Hi @agyle thanks for the thoughtful writeup, it’s clearly taken a lot of time and effort.
Here are my thoughts, take or leave as you see fit - hopefully we can improve on this kind of thinking collectively.
This feels directionally correct, the primary concern is the metrics you are optimising for and whether this will result in a success for Talisman, but within rather narrow bounds that do not shift more meaningful metrics when we come to understanding the core incentives of the underlying system of relay, parachain and collective - demand for coretime and fee revenues from actual utility.
Ultimately we could reduce to this to a question of whether it is in its current form generalisable.
I believe that right now we should be much more concerned by the prospect of declining growth and traction in Polkadot.
I posit that without new ideas that give us the the means to leverage the treasury to generate growth and drive value for Tokenholders, our resources are likely to be squandered anyway, just slowly and painfully, and in doing so fuel a viciously cynical zero-sum mindset that will cast a shadow over decentralised governance as a whole.
Yes, this should be apparent now for anyone following the process. This is also not a problem facing Parity/W3F, this is not a criticism, but if you are employed by a large team, and therefore not reliant / interested in requesting community funds, the problems are somewhat less existential.
Given initial distributions, it is also a simple fact, that getting funding approval and indeed the amounts you might get approved are indirectly and directly connected to stake controlled privately and anonymously.
In the short term, everyone can and will optimise for their own self-interest, but at the expense of the collective in the long run.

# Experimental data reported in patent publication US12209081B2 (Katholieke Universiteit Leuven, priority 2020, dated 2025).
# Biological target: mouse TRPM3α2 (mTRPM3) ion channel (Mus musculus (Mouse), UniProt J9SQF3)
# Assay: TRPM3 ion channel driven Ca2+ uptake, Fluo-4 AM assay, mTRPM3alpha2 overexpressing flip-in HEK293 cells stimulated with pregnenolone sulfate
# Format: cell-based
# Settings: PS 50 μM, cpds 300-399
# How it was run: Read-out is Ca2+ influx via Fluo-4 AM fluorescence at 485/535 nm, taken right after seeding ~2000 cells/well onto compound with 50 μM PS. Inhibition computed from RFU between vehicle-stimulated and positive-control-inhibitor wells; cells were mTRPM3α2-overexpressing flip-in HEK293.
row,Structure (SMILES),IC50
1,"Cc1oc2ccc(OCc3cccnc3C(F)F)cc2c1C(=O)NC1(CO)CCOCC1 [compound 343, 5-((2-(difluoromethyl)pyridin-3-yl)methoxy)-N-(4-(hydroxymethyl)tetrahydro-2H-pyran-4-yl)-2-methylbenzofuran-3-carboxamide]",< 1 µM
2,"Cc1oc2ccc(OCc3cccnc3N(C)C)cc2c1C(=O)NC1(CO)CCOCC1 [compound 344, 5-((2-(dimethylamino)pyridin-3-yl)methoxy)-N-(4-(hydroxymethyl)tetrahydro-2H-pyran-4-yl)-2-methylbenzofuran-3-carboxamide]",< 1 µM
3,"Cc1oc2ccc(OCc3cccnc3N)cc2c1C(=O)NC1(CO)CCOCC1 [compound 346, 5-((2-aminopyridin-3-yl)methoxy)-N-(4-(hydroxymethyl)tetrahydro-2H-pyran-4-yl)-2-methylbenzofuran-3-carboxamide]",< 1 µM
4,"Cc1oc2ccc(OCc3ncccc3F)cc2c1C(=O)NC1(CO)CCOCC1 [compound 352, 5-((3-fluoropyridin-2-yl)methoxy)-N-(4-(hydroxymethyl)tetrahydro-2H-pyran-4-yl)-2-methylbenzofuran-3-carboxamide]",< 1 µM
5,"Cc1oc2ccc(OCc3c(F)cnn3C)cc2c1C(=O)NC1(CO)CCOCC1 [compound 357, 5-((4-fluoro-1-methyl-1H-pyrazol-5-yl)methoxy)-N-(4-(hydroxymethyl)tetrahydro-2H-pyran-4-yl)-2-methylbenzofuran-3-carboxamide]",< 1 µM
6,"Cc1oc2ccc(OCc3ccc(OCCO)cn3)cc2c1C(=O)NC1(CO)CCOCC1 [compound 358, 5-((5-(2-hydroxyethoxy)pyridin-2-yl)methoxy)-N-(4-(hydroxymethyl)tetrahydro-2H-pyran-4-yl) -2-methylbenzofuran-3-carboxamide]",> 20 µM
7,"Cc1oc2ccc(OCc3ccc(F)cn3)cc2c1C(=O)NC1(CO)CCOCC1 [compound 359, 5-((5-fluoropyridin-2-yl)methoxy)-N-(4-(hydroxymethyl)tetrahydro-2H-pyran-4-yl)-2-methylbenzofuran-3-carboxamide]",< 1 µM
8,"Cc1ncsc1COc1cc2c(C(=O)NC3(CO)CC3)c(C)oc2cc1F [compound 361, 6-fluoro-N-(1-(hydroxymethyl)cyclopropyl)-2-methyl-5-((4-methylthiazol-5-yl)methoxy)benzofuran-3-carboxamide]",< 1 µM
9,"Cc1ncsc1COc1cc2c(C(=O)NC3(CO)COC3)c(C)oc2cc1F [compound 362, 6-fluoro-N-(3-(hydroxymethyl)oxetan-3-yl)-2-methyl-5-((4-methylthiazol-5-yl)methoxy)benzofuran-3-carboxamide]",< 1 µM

If we don’t accept the way the incentives work, then we cannot possibly improve conditions.
This is a difficult process, but a necessary and cathartic one that will ultimately allow people some clarity rather than operating under the illusion we are working within a functional democracy.
we feel it’s our moral imperative to explore alternative methods of Treasury funding that can unlock growth and generate tangible results, even if it is painful, and even if triumph and failure are both possible outcomes.
Although admirable, I would steer clear of moral imperatives and see Polkadot / Kusama more objectively as a coordination game. In the end, there is naturally a wide range of standards and motivations holders will be operating under, so anything that will work, will need to take that into account.
we could just as easily adhere to the status-quo and solicit substantial funding from the treasury without rocking the boat.
Rock. The. Boat.
This is literally the reason Kusama exists (it makes most sense to start here)
You cannot learn how this (social) system works without abusing it.
in order to acquire the necessary cash flow to survive, or even grow their income from the Treasury they are naturally going to focus their attention on doing what is popular, rather than what really matters.